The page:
How to Implement AMP on WordPress (& How We Did It)
- Choose the right WP plugin
- Replace HTML tags with AMP tags
- Balance functionality and performance
- Customize the plugin to fit your needs
- Create a (local?) development environment
- Adopt design to fit AMP
- Add subscribe functionality
- Implement GDPR and CCPA
- Validate your AMP pages
What is AMP?
AMP is the Accelerated Mobile Pages (AMP) project. It arose out of a need to make the mobile content ecosystem more effective and enjoyable for everyone. That includes publishers, advertisers, users, and everyone in between.
AMP is an open-source project, meaning that anyone can contribute and claim a stake in making the mobile web faster and easier to navigate. The purpose of AMP is to speed up load times of mobile web pages to almost instantaneous, and that means reduced bounce rates and less page abandonment. And that’s good news for mobile website owners, content creators and advertisers.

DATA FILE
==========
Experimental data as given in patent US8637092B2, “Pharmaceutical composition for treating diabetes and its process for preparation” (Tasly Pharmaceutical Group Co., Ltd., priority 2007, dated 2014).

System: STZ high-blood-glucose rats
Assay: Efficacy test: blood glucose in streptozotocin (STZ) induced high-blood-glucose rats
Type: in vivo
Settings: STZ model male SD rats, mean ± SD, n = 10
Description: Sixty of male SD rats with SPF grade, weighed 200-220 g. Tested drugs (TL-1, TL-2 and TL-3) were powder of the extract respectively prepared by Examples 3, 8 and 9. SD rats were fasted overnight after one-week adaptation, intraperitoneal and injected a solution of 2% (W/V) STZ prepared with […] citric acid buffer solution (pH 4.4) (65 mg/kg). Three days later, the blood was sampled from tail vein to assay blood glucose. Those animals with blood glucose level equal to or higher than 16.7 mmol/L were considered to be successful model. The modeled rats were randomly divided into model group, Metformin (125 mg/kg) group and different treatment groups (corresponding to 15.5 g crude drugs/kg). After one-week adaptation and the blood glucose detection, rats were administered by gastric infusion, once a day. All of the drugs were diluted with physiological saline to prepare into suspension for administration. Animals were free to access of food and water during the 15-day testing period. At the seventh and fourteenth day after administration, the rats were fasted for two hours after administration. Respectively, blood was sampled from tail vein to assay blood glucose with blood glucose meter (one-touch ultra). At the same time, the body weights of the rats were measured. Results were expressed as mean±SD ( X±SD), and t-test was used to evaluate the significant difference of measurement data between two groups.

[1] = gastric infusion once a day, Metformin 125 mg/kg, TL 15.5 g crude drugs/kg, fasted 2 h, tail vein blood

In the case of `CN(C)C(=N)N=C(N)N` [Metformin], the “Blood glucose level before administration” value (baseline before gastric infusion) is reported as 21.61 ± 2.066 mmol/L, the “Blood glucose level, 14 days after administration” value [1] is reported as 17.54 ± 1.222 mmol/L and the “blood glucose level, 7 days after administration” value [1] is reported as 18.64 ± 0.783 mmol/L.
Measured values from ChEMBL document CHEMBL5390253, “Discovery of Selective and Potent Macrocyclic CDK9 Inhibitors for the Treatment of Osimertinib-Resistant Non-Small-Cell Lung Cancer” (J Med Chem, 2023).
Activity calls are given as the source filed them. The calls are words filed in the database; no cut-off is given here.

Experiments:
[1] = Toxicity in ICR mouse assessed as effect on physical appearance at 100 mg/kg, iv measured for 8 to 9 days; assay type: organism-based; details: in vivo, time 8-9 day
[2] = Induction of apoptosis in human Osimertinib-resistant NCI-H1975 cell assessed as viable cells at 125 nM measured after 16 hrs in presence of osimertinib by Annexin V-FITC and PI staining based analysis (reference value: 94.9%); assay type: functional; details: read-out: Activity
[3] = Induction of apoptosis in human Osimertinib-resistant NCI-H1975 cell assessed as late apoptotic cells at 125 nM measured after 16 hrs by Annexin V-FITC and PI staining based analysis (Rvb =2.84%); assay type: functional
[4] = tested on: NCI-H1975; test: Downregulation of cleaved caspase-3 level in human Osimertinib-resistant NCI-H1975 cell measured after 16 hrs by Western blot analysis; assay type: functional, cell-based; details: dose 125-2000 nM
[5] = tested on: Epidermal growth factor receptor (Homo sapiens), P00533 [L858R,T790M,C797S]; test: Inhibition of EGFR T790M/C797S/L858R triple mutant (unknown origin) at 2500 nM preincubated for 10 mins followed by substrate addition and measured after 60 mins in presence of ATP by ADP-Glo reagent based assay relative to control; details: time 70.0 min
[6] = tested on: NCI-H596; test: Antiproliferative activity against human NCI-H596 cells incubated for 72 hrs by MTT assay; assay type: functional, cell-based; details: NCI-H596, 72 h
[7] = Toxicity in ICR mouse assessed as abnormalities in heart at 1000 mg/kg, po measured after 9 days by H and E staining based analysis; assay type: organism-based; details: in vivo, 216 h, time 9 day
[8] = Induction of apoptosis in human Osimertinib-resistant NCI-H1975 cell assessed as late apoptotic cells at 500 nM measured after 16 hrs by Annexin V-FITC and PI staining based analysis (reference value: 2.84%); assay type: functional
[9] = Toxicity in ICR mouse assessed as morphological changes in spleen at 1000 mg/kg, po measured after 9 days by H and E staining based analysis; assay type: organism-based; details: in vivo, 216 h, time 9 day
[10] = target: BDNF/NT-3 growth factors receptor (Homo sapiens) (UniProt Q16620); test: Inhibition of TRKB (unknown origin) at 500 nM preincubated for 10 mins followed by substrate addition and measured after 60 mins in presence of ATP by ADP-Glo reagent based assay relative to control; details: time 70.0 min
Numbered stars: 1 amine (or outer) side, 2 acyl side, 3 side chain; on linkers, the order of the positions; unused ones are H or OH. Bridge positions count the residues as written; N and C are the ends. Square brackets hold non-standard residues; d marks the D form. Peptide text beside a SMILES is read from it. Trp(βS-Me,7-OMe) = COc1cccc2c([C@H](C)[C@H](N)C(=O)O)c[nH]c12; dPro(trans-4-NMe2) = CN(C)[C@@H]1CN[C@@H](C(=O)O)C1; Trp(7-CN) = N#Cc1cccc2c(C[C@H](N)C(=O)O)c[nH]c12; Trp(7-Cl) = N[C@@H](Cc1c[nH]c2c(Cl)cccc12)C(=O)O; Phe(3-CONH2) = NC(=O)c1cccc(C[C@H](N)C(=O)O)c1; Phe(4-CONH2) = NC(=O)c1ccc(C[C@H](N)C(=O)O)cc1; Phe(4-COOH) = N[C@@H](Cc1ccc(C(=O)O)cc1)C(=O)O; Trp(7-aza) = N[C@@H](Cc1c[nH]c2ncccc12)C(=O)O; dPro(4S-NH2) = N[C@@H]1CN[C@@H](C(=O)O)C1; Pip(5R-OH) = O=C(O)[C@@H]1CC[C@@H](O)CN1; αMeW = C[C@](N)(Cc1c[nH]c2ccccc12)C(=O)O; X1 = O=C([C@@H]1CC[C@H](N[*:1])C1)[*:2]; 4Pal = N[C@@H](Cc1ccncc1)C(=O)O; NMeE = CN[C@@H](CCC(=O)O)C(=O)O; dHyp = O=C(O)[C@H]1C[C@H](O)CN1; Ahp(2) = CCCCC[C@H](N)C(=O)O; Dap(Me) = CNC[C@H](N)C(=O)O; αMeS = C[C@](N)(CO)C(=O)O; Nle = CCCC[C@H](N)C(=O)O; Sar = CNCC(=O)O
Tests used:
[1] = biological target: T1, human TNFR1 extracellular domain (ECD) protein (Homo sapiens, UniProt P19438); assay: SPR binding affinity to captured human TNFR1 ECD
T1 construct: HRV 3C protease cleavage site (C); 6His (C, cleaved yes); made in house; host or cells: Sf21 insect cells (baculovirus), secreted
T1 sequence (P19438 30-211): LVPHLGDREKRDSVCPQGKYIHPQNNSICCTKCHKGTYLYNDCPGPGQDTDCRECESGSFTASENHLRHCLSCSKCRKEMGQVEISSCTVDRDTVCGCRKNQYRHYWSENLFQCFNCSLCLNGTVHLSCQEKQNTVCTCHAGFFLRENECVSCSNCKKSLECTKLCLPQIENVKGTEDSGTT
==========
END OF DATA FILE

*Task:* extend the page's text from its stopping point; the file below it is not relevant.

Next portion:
Why We Went All-Out AMP
At Outbrain, we knew that creating AMP pages was an inevitable part of keeping us relevant on the web, and that it was going to be critical for our SEO initiatives. So, as a Dev specialist in the Growth Marketing team, I set out to investigate what AMP means, how we could use it to our benefit, and the steps it takes to implement AMP on our site. I ran into some challenges along the way, but all were overcome. Here’s the story of how I managed AMP implementation. Hope you enjoy!
How to Implement AMP on WordPress
1. Choose the right WP plugin
The power of WordPress comes from its plugins. There is a plugin for almost everything you can think of. The AMP Project provides a basic plugin with some configurations, but I needed more flexibility.
💡 My tip: I found the flexibility I needed in another plugin called AMP for WP – Accelerated Mobile Pages.
2. Replace HTML tags with AMP tags
Every page we wanted to “AMP” needed to have another version of the HTML page, with the “<amp-…>” elements replacing some of the current HTML elements. For example <img> would be replaced with <amp-img>.